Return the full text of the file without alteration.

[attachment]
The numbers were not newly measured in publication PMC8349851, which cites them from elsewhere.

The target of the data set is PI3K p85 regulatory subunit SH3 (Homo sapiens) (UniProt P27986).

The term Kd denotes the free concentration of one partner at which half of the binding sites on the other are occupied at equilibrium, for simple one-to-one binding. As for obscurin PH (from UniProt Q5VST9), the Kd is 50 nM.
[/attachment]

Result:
The numbers were not newly measured in publication PMC8349851, which cites them from elsewhere.

The target of the data set is PI3K p85 regulatory subunit SH3 (Homo sapiens) (UniProt P27986).

The term Kd denotes the free concentration of one partner at which half of the binding sites on the other are occupied at equilibrium, for simple one-to-one binding. As for obscurin PH (from UniProt Q5VST9), the Kd is 50 nM.